JD Martinez has turned into the steal of the century and has quickly become my favorite player on the Sox. Now, I still don’t believe he will win the American League Most Valuable Player award, being that he spends most of his time as the team’s designated hitter. That honor will likely go to his teammate Mookie Betts, who is also deserving.

Quite frankly, the way voters look at the designated hitter is flawed. First off, when you have an outfield of Jackie Bradley Jr., Andrew Benintendi and Betts, why would new manager Alex Cora want to mess with it? Martinez is a decent outfielder and has performed well when placed in that role. And, Bradley has been inconsistent at the plate, with his average hovering around the Mendoza line.

But for my money, the Red Sox are at their best when Martinez is hitting third or fourth from the DH spot and the three-headed outfield is doing their thing.

Martinez has given the Red Sox what they have lacked since David Ortiz retired — a legit home run threat. Last year, the Red Sox failed to hit a grandslam home run. This year, they had seven in the first month of the season. Martinez has provided that dangerous hitter in the lineup, where those around him are seeing better pitches, as the last thing a pitcher wants to do is pitch around Betts and Benintendi, then have Martinez step to the plate with two on. Mitch Moreland was an All-star for the first time in his career, and Xander Bogaerts has provided the pop that we all felt that he had when he was called up from the minors, things that can be attributed to Martinez’s presence in the lineup.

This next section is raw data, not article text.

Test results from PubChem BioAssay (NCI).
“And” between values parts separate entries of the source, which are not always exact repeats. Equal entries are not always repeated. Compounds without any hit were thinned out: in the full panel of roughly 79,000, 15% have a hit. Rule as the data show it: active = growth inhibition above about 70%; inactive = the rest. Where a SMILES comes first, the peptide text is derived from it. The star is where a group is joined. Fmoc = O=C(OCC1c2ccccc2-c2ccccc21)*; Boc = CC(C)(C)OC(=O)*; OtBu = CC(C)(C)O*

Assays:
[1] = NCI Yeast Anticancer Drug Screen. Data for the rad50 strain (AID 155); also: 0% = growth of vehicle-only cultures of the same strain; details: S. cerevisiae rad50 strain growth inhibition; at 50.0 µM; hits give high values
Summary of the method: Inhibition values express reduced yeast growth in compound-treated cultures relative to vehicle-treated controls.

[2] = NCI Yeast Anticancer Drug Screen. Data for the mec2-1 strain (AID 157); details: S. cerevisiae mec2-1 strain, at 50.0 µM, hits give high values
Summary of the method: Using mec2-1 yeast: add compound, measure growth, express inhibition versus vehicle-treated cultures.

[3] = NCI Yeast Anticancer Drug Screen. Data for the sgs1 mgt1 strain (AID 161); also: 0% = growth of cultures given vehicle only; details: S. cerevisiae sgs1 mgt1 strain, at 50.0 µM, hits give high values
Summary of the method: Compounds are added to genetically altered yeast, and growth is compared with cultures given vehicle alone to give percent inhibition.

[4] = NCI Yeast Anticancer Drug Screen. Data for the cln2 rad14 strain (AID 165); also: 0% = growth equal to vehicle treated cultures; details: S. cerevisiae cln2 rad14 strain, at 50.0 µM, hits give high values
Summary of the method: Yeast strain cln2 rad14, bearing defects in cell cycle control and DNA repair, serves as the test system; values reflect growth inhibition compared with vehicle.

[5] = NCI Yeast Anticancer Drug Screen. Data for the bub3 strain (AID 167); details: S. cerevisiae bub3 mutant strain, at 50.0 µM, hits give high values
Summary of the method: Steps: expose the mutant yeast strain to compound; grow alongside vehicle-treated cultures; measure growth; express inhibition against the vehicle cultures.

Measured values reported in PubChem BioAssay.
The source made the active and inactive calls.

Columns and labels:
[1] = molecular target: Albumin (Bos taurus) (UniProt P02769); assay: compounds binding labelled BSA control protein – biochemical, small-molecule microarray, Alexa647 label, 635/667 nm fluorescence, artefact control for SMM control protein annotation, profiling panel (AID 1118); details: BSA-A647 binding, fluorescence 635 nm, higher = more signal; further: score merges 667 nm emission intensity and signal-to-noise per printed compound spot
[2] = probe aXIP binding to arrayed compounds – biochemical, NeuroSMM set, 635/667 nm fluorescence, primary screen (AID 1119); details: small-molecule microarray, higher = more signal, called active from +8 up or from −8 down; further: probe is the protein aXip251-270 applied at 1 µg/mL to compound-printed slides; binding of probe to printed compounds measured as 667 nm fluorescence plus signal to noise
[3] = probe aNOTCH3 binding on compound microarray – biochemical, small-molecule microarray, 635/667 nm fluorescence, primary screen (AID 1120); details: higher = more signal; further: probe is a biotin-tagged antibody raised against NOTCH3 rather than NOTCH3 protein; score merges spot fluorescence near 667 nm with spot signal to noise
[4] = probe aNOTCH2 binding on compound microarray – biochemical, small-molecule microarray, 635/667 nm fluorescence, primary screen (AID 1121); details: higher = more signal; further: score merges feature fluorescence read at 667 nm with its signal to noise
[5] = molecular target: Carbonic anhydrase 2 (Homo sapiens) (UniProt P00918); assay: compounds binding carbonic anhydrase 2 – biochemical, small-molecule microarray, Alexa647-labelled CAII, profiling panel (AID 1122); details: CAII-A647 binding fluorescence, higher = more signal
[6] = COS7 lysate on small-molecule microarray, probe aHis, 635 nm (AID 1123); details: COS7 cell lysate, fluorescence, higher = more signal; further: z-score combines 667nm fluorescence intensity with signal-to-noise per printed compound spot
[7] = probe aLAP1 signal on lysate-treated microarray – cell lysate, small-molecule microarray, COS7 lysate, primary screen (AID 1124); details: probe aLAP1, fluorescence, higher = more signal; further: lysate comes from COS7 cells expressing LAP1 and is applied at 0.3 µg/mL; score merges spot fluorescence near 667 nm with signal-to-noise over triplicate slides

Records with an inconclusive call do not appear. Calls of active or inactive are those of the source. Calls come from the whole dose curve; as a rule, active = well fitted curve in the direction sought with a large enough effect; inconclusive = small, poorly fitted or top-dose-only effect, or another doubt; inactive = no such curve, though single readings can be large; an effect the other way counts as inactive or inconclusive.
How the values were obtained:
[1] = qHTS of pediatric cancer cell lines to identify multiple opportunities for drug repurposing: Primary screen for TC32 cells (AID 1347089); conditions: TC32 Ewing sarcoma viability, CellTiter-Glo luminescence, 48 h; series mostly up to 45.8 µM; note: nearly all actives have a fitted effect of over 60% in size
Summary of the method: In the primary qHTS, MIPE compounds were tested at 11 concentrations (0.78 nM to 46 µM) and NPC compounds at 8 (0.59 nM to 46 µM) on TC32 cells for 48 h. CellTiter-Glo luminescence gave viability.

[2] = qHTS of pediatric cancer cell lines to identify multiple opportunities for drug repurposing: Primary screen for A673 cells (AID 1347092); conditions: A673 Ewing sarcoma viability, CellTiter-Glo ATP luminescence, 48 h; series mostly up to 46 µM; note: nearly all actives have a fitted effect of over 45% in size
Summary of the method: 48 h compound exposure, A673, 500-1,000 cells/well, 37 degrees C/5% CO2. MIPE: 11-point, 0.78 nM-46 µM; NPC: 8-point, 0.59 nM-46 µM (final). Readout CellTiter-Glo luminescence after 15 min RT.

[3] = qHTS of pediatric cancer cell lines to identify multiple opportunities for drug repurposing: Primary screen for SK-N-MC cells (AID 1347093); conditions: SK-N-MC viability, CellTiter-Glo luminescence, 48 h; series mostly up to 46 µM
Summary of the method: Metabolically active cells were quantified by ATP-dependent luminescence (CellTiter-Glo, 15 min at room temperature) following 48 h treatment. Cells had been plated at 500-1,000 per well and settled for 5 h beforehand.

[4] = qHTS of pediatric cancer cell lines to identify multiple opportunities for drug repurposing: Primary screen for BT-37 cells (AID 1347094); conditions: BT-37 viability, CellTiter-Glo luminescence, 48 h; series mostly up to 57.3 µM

The biggest question mark is the playoffs. Until the Red Sox find success in the postseason, there will continue to be doubters. Two straight first-round exits will do that.

For fans, winning 116 games will quickly be forgotten if Boston fails again early.

Still, I believe this is the best team in baseball this year. The pitching is superb, with Chris Sale leading the way. The Red Sox will need solid showings from Rick Porcello and David Price to have a chance, and the acquisition of Nathan Eovaldi, despite his last start, looks like a steal. The bullpen is solid, with Craig Kimbrell still one of the top closers in baseball, with Matt Barnes one of the league’s top setup relievers.

Prediction #2 — Boston over the Arizona Diamondbacks in the World Series. Book it! BOB CONN is The Times Record sports editor. He can be reached at [email protected]timesrecord.com.